The Star-Ledger-US PRESSWIRE - Presswire
Raul Ibañez is easy to take for granted, until you realize just how strange his career has been.
In 2000, the Seattle Mariners had a 28-year-old outfielder who couldn't hit. That was okay, though, because he couldn't field either. Raul Ibañez had spent parts of five seasons with the Mariners, accruing 518 plate appearances and posting a .241/.295/.383 line. Most of that was in the Kingdome, remember, which was a bit more hospitable to hitters than Safeco Field.
It's not like he was a Triple-A masher who just couldn't stick for whatever reason. His career line in Triple-A: .278/.337/.447, with most of that coming in the high-offense Pacific Coast League. At the end of 2000, Ibañez became a free agent, and he left the major leagues for a few years, signing with the Kansas City Royals.
Then he was good.
Baseball is a tricky thing, and predicting it is a good way to look stupid. But you would like to think you know the future of a 28-year-old outfielder who can't hit that well in the majors or minors. Pick 30 of those types currently in the minors and track them. Check back in two years, and see where they are. You have a pretty good guess already.
So that's the first freaky piece of Ibanez history -- the origin story. One minute he's a mild-mannered janitor, cleaning the Paul O'Neill ray, when he accidentally flips the wrong switch, and whammo. He was good for the Royals, and he didn't stop hitting when he returned to the Mariners for a second tour.
Then it stays weird. Ibañez didn't decline like a normal player. He stayed healthy, productive deep into his late 30s. He's accumulated 3,185 at-bats since turning 35 -- good for 28th all-time. He has more post-35 at-bats than Cal Ripken, Wade Boggs, and Harold Baines. Ibañez has hit 133 home runs since turning 35, which is more than seven members of the 500 home-run club.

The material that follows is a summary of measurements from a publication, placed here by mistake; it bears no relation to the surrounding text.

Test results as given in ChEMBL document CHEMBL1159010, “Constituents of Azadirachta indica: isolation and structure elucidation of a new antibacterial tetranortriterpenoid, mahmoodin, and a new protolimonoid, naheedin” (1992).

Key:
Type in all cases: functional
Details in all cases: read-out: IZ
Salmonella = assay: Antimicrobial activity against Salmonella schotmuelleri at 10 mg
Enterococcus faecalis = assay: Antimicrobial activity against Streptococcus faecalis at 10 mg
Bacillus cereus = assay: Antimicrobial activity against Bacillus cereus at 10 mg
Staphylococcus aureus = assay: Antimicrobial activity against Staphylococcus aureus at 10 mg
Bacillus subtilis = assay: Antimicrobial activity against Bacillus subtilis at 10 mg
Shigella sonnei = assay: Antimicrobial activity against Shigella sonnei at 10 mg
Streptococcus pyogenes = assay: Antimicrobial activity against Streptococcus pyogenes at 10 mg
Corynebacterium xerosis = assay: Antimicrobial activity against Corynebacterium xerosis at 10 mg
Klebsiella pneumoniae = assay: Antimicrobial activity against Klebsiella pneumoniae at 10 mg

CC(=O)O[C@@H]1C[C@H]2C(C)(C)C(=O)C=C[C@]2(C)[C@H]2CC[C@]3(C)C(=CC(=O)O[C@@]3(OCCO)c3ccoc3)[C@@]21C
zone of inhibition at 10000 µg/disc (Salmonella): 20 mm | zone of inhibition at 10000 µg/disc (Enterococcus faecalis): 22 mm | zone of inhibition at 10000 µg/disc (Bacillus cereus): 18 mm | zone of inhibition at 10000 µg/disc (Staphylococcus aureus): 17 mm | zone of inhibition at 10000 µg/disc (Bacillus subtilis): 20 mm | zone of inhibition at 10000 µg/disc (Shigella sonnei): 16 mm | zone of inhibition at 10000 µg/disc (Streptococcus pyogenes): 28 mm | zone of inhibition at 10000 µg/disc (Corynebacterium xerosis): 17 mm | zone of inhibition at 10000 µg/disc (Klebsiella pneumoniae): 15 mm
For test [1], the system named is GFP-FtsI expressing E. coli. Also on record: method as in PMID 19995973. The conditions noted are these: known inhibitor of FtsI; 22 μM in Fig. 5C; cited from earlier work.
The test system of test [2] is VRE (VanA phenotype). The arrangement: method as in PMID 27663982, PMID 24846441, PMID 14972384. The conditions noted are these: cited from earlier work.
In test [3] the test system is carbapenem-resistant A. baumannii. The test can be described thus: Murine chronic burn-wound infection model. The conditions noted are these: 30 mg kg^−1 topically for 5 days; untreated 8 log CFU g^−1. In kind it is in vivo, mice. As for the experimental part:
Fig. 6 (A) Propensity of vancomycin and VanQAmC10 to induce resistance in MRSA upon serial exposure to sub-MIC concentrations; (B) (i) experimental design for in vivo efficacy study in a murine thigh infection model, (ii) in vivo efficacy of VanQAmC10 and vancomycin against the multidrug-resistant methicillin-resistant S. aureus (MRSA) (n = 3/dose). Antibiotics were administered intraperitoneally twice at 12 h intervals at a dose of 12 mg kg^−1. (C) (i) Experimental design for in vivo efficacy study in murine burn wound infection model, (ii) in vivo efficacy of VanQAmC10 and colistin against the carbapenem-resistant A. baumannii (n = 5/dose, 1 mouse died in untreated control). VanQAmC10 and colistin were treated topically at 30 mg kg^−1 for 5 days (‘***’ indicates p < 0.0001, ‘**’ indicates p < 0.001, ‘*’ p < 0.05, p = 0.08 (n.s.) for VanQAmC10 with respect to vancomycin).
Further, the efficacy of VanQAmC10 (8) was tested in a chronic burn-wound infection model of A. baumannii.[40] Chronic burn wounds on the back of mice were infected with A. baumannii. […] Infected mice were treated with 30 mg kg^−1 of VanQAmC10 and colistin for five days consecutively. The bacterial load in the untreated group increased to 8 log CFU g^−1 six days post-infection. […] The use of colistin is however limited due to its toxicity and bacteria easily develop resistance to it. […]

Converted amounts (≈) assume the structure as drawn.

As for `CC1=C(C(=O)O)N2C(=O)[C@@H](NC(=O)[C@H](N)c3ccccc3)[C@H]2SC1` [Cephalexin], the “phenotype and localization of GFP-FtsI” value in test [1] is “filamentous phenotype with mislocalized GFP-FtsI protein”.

And at the age of 39, he had a down year for the Phillies, and that was the end of the story.
Well, it probably should have been. Just going by whatever we think we know about baseball, it should have been. But he was picked up by the Yankees, and he's just a homer shy of 20, which would be the eighth 20-homer season of his career.
It's not exactly a renaissance -- Baseball Reference has Ibañez close to replacement level this year, thanks to his defense, with FanGraphs pegging him at 1.2 WAR -- but it's much different than what you'd expect after his complete collapse last season. He's been a useful cog for the Yankees, with a penchant for well-timed homers.
The Yankees saw something in Ibañez. Courtesy of Texas Leaguers, here is Ibañez's spray chart from 2011:
All of those warning-track hits and outs had a better chance in Yankee Stadium. It's not like Citizen's Bank is a graveyard, but it's not quite as friendly to left-handed power hitters as Ibañez's new home. His spray chart from this year:
And so he continues on, doing his thing, long after he was supposed to fade away. His career makes no sense. When I look at the career of a player like Edgar Renteria -- who hit .309 as a 19-year-old full-time shortstop, peaked at 25/26, and was out of the league at 34 -- it seems like there's an easy way to make sense of it. Just shift his birthday a couple years earlier, and suddenly it makes a lot of sense. That isn't an accusation -- just one possible theory to explain Renteria's historically unusual career arc.
That doesn't make sense for Ibanez. He would have to have been in the majors at 15 for his career to add up. He'll probably stick around as a bench bat next yearl; if not with the Yankees, then somewhere in the American League. Or maybe he'll start. And maybe he'll keep hitting a little bit. It's not likely, but then neither is Raul Ibañez.